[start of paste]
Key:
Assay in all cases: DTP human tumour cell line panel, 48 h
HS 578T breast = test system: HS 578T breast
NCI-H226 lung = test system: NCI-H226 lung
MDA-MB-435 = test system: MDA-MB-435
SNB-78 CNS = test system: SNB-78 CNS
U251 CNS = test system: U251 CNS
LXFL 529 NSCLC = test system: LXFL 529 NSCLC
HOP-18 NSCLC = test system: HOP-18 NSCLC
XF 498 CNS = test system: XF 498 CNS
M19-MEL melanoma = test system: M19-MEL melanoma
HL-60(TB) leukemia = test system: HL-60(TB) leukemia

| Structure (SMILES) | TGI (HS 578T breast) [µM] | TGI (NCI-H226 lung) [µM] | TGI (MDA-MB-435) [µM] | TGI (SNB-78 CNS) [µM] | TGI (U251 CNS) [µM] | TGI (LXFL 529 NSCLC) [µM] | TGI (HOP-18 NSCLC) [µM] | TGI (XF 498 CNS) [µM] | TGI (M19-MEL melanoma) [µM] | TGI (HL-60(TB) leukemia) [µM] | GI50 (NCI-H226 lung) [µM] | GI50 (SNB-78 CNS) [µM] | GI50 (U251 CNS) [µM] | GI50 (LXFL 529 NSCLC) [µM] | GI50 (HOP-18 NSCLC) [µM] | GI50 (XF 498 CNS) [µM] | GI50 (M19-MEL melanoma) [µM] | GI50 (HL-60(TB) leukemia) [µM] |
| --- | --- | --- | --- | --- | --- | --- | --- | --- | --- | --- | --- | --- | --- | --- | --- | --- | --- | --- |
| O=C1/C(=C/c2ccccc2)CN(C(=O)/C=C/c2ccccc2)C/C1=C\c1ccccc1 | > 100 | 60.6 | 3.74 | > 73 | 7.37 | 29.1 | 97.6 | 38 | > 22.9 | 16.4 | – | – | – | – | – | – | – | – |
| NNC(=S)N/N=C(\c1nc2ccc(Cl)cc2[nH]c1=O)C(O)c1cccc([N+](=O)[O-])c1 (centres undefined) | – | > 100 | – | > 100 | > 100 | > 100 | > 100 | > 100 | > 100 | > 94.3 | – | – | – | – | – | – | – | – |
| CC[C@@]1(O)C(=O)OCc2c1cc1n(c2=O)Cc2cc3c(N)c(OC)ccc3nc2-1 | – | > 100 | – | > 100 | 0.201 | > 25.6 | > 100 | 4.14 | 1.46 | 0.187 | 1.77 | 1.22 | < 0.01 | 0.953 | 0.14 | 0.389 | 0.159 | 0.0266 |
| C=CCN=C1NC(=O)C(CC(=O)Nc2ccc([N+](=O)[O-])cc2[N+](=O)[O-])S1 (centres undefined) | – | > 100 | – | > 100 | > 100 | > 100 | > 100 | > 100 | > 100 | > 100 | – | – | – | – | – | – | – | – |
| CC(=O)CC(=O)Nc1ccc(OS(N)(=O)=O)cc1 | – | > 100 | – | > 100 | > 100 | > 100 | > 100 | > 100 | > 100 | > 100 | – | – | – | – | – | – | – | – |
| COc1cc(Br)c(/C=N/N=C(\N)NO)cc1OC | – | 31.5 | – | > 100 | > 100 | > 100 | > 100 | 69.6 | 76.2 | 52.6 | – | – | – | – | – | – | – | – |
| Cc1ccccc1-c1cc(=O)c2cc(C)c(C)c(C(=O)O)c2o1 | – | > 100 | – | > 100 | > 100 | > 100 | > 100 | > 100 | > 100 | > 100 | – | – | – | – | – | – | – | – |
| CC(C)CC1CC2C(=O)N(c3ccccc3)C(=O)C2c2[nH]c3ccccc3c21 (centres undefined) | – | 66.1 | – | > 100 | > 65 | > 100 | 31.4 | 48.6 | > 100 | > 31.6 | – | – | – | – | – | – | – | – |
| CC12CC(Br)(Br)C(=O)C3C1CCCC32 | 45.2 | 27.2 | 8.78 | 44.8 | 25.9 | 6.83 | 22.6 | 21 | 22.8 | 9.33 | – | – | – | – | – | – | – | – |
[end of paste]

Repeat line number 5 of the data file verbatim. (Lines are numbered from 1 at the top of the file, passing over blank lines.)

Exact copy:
MDA-MB-435 = test system: MDA-MB-435